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Officer testifies "American Sniper" suspect had morbid mission

STEPHENVILLE, Texas - A police officer told a Texas jury on Thursday that a former Marine charged with killing two men, including "American Sniper" author Chris Kyle, said he had "taken a couple of souls" and had more to take.

A police video displayed for the jury showed police in Lancaster, near Dallas, trying to coax Eddie Ray Routh from a pickup in the hours after Kyle, a famed Navy SEAL, and his friend Chad Littlefield were found dead at a shooting range in February 2013.

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Officers in the video are seen trying to talk Routh into surrendering as he makes comments such as, "Anarchy has been killing the world."

"He told us he'd taken a couple of souls and he had more souls to take," Lancaster police Lt. Michael Smith testified Thursday.

Defense attorneys have said Routh, 27, was insane when Kyle and Littlefield took him to a shooting range to provide support and camaraderie. Routh, who met the men for the first time that day, believed they planned to kill him, his attorneys say.

The case has drawn intense interest, largely because of Kyle's memoir, "American Sniper," about serving four tours in Iraq. The Oscar-nominated film based on the book has grossed nearly $300 million.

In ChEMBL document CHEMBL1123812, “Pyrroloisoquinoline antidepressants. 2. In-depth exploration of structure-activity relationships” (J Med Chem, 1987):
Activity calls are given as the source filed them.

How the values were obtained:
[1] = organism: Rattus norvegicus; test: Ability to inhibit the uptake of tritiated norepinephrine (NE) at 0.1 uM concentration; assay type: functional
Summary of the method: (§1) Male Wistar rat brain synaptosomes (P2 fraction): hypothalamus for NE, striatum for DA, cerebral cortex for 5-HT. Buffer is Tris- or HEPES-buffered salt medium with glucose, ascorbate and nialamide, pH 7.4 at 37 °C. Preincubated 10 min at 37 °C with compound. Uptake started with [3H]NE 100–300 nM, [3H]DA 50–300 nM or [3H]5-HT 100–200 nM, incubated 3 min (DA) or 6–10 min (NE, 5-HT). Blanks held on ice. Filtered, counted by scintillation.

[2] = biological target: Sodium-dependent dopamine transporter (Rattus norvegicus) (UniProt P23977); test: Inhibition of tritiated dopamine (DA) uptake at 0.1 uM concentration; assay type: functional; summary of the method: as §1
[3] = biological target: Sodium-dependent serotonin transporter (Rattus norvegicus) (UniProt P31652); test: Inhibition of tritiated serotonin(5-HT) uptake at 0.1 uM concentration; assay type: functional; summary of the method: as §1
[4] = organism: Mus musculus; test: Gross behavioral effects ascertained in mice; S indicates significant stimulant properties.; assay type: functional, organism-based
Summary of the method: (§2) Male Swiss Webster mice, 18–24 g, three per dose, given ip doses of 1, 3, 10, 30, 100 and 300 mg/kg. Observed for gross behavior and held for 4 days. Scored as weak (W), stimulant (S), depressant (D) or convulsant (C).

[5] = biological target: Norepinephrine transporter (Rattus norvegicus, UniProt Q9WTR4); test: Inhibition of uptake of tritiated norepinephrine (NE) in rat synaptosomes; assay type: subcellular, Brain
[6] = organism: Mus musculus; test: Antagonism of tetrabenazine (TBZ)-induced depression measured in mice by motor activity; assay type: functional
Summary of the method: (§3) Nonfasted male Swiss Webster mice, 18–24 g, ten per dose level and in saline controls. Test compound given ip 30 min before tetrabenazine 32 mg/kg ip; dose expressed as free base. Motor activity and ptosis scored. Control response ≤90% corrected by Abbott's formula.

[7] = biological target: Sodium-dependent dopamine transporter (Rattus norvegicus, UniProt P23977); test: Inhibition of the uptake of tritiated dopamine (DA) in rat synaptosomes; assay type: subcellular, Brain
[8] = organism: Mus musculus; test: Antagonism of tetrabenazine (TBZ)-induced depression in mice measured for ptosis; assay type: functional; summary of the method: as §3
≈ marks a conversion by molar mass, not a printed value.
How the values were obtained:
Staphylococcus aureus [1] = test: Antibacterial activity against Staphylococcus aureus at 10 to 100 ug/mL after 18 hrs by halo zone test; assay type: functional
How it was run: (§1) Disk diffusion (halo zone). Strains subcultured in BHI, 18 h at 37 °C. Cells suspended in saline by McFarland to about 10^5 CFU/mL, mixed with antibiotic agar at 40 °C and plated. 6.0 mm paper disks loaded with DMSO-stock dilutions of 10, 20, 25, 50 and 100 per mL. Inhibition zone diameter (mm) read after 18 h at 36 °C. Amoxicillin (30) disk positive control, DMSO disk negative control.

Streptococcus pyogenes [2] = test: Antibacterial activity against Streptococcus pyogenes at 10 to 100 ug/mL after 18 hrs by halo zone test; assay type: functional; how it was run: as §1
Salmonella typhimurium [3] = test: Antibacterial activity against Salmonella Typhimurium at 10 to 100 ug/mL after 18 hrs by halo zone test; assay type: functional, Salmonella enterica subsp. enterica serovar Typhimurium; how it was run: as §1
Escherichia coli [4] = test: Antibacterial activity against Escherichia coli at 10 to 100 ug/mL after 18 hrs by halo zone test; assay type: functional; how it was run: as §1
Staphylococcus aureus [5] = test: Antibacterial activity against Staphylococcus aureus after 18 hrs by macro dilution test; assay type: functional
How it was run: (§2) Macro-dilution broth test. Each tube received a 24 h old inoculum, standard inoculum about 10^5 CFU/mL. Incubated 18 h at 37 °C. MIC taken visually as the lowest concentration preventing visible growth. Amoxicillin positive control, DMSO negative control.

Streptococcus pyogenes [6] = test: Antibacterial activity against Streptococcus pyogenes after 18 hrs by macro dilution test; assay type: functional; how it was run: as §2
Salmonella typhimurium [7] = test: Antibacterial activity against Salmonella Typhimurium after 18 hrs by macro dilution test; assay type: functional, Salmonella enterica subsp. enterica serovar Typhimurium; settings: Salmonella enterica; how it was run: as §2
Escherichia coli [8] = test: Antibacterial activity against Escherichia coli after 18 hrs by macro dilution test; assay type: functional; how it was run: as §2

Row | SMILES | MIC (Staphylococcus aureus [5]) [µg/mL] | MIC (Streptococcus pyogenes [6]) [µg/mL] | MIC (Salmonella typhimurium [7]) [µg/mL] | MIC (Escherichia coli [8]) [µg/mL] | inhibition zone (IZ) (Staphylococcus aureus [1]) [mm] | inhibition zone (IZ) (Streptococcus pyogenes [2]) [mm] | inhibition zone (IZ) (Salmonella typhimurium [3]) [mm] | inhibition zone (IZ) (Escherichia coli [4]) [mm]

Prosecutors argue that Routh should have known what he was doing even if he suffered post-traumatic stress disorder.

"Mental illnesses, even the ones that this defendant may or may not have, don't deprive people from the ability to be good citizens, to know right from wrong," prosecutor Alan Nash said in opening statements Wednesday.

But defense attorneys believe Routh's mental state was so deficient it affected his judgement.

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"Chris Kyle was sitting in the driver's seat on his cell phone and he texts Chad Littlefield, who is sitting right next to him. He texts him 'this dude is straight up nuts,'" attorney Tim Moore said in his opening statement, arguing that when Routh "took their lives he was in the grip of a psychosis."

Kyle's widow, Taya also testified Wednesday, saying that her husband was only trying to help out a fellow veteran when he took Routh to the gun range.

"He thought he was doing a good thing," she said.

According to Nash's opening statement, Routh shot Littlefield four times in the back, once in the face, once in the head, and once in the hand; Kyle was shot five times in the back and side, and once in the head.

Nash said that on the morning before the shooting, Routh drank whiskey and smoked marijuana -- including "wet," which often refers to a marijuana joint dipped in formaldehyde.

If convicted of the double murder, Routh faces life in prison with no possibility of parole.

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